Broadcast Engineering from a contracting standpoint requires a lot of driving. I mean a lot of driving. Since switching from full-time Director of Engineering to a contracting field engineering position, I have already worn out two vehicles. Having reliable transportation is a key component of this job. Of course, the other consideration is the price of gasoline which can range from expensive to horribly expensive depending on the warring or not warring that is currently taking place.
Thus, when it came time to replace my strange-looking but roomy and reliable Scion xB, I did some research. My complaint about the xB, other than the looks, was the lack of ground clearance and lack of all-wheel or four-wheel drive. After a bit of reading, it seemed the Subaru Crosstrek XV was a good choice. Long story short, I got my car last week and got a pretty good deal, as the car dealer was looking to get rid of all their 2014 stock.
As I was leaving the dealership, the salesman had one final question. The conversation went something like this:
Sales guy: “Mr. Thurst, can I ask what it was that sold you on this car?”
Myself: “Sure, it was the oil filter.”
Me: “The oil filter.”
SG: “No, I heard that, I just don’t understand. It wasn’t the price or the fuel economy or the features?”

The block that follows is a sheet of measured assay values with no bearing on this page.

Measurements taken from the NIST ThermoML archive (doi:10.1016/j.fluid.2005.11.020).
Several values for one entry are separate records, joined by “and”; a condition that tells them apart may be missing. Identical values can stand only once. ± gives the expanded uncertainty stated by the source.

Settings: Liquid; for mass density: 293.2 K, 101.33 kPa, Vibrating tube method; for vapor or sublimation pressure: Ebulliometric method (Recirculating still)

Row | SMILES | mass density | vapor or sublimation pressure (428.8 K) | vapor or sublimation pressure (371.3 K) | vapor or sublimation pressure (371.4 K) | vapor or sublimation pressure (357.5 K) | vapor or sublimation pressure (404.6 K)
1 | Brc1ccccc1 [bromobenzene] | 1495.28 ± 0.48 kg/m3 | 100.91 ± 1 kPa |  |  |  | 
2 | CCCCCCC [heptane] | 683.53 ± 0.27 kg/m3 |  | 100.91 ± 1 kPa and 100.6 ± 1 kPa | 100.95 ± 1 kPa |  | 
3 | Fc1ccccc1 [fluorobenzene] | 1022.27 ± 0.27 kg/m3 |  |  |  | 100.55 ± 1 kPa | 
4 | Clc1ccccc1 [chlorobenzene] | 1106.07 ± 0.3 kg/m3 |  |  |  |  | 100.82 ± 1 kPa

Me: “Nope. To be honest, you did give me a good price, I like the all-wheel drive, the ground clearance, the gas mileage, and all that. But when I popped the hood to look at the engine and saw the oil filter, I was sold.”
SG: “No one has ever said that before. Welp, good luck, and thanks for buying your car from us.” (now walking backward into the dealership, smile fixed on his face and nodding slowly)
Here is a picture of the Subaru FB20 boxer engine:
See the oil filter right next to the oil fill plug, up right and easy to get to. Not only that, some design engineer put a catch basin around the filter mount, knowing that when the filter was unscrewed, all the oil would run out of it. Without the catch basin, that oil would run down the engine block creating a mess that would get worse with each oil change.
Little things. Little things mean a lot.